The Dallas Morning News published an article in February 2010 of insurance don’ts that I filed away because it’s worthy of being repeated. This list applies to both car and home insurance claims, so let’s take a look at 7 things to avoid doing.
Assume it’s Nothing: You’re in an accident. You get out of the car, maybe there’s some scuffed paint, a small dent, or your bumpers hit and there’s no obvious damage. Don’t assume there’s no damage. Just because you can’t see it doesn’t mean there isn’t any. Get all the information needed to file a claim including driver’s name, driver’s license number, make of car, and insurance information. Then have your car checked out by your mechanic because you don’t want to be driving with a cracked axle or bent frame. That’s not safe for you or your family.
Be Embarrassed: Get the information you need to pursue a claim. If they are unwilling to provide it, call the police as Texas law requires they provide it. Use your smartphone’s camera and take pictures of the damage and anything that supports your claim. If police show up, be sure to request a copy of the police report. This may be helpful in supporting your claim and showing it’s not your fault.
Apologize: Don’t admit fault or apologize for the accident. Whoever apologizes is admitting fault and it will be their insurance that will pay for damages. There are instances where fault is not easily determined and that’s best left to your claims adjuster. Let them determine that for you.
Pick the Tow Truck that Shows Up: Don’t hire any tow truck that shows up to the accident scene. While most are licensed, some aren’t and their rates may be a shocker. If your policy has roadside assistance coverage or you have a service like AAA, call them. They’ll send out a licensed tow truck and there won’t be any surprises on the rate.
Start Home Repairs or Clean up Immediately: Just because you had a water leak, don’t start pulling up carpet and padding and hauling it out to the curb. If at all possible, wait to start repairs after the claims adjuster has reviewed everything. You’ll put yourself in a better position to collect the full amount you’re entitled to. If you have to start repairs immediately such as repair broken windows or a hole in the roof, take pictures to thoroughly document your claim and keep copies of all receipts. If you’re not sure whether you should file a claim, get 2 or 3 estimates and compare the cost of repairs to your home policy’s deductible. That will answer most questions.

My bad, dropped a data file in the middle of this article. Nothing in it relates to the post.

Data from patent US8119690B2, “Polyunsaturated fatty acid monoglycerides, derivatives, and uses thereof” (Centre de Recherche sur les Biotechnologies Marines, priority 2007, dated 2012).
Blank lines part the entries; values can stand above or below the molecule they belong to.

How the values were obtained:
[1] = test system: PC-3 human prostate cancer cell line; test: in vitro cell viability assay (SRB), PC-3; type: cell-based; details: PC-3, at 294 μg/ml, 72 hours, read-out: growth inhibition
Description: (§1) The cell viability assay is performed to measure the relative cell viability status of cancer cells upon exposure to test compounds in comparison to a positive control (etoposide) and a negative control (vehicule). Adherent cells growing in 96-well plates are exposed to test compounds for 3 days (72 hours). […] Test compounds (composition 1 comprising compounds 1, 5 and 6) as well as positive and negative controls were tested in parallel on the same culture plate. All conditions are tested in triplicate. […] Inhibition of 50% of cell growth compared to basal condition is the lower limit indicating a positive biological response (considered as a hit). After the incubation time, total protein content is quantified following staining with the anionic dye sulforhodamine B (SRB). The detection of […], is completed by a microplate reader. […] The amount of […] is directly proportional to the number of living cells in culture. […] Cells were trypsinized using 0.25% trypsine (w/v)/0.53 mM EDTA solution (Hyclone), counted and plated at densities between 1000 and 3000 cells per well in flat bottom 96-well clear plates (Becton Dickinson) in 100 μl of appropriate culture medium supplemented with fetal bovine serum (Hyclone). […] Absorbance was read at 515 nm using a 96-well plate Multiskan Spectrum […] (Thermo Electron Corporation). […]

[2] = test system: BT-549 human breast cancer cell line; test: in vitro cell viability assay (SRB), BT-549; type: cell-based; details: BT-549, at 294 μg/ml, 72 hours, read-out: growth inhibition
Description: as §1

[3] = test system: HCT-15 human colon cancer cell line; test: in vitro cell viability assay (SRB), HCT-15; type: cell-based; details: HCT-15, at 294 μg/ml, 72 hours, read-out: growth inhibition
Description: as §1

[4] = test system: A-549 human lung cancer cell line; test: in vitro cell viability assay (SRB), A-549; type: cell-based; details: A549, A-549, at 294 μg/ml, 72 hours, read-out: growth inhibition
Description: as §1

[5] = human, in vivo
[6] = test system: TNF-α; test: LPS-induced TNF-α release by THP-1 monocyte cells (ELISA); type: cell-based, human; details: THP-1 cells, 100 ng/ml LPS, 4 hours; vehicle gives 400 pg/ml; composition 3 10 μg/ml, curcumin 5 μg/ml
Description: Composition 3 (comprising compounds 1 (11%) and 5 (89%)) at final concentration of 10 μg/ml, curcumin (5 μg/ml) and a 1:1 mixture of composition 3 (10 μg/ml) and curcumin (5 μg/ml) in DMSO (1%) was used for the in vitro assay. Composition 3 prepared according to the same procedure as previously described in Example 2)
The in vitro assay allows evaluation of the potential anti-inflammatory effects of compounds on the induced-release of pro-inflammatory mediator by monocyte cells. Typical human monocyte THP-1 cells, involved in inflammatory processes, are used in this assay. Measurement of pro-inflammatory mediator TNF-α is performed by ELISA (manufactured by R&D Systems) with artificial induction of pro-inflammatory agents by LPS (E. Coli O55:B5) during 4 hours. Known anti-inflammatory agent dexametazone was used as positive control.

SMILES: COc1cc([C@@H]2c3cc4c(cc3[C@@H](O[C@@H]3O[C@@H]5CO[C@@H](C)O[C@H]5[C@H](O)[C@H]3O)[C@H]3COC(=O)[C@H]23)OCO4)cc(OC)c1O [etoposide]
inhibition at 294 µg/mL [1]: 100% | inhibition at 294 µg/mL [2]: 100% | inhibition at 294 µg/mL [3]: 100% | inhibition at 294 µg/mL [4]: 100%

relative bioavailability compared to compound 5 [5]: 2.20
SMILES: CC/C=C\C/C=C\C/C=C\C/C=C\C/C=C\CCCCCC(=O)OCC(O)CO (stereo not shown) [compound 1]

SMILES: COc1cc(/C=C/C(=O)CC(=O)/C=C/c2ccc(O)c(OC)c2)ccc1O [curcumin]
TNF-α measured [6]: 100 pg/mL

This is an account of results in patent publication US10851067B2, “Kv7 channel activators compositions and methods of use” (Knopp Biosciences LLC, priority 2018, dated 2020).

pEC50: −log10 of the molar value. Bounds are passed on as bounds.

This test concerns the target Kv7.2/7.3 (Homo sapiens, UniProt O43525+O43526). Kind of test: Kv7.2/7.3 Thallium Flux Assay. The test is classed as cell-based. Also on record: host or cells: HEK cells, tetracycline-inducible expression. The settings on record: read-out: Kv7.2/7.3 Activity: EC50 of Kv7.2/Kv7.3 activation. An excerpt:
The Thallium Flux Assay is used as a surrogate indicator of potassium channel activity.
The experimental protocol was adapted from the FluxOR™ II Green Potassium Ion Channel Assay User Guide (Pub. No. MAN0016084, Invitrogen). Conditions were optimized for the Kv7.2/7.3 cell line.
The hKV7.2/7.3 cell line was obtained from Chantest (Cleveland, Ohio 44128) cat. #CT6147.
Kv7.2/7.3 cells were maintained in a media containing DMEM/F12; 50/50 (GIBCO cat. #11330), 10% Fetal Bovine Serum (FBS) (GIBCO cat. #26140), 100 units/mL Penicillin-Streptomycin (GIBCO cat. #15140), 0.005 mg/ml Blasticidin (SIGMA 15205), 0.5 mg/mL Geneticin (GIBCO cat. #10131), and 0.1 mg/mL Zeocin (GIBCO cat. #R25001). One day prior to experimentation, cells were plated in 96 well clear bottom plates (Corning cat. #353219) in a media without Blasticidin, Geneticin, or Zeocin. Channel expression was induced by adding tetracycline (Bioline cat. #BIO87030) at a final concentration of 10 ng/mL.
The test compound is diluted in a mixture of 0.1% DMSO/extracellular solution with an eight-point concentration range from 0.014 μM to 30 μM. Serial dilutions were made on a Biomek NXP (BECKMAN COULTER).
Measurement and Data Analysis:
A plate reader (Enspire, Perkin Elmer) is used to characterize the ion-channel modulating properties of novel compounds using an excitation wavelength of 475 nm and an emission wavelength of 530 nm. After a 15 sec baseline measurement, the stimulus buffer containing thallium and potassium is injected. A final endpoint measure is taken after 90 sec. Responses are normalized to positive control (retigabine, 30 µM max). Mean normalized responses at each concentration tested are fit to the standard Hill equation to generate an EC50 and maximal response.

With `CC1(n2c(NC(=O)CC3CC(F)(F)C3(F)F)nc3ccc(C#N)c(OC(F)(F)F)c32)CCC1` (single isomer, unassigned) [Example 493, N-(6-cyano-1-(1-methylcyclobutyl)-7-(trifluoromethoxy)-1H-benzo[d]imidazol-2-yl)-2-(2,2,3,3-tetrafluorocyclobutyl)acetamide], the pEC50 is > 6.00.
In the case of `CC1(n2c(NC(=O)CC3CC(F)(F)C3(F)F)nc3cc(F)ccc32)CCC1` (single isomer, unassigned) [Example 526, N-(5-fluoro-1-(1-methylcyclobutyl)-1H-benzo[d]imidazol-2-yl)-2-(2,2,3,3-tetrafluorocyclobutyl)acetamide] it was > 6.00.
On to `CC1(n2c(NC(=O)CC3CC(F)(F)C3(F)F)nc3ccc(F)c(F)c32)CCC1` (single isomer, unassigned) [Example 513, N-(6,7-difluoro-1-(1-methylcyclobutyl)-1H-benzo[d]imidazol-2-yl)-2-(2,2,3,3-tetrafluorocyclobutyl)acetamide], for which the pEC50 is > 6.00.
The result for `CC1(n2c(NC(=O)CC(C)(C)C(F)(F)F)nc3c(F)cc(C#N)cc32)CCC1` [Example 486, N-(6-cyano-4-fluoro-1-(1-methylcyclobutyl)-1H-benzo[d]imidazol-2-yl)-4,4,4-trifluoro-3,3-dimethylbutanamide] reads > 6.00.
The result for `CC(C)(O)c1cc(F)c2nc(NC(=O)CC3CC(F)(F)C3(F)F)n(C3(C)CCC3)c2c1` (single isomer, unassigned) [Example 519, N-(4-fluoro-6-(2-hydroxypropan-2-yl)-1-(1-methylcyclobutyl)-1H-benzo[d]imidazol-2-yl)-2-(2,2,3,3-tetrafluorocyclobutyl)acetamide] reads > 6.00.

Say “Flood” or “Whiplash”: If you’re water heater fails and dumps several inches of water in your home, that’s not a flood. A flood officially occurs when water from rising creeks, streams, rivers, or lakes enters the home from outside. If you’re rear ended, a sore neck does not automatically indicate whiplash. Only a physician can determine whether or not your sore neck is officially whiplash. These words can raise a red flag for insurance fraud, lead to an investigation, and slow your claim being paid.
Fail to Document Your Belongings: Most people could not remember everything they own if it were suddenly lost in a fire or major storm. Take the time to document what you own. Keep receipts of all major purchases (furniture, jewelry, electronics, etc.) and take digital pictures with your smartphone or digital video camera. The receipts will help you with the replacement cost and the pictures or video will help you remember what you owned. Together, both will assist you in the claims process.
There was one recommendation in the original article I disagreed with, and that was to not buy roadside assistance (towing, unlock a car, change a flat, etc.) from your insurer. The reasoning was if you filed a claim for a tow, your rate would increase on the renewal. That’s not true. Insurance rates aren’t static, they change and they do so for a variety of reasons. Having one tow claim is not going to impact your rate. You could have no claims, towing or otherwise and still see your rate increase due to what’s going on in your market area.
What do you think? Share your questions, comments, or experiences with us in the comments section of our blog or on our Google + and Facebook pages. We’ll all learn something from each other.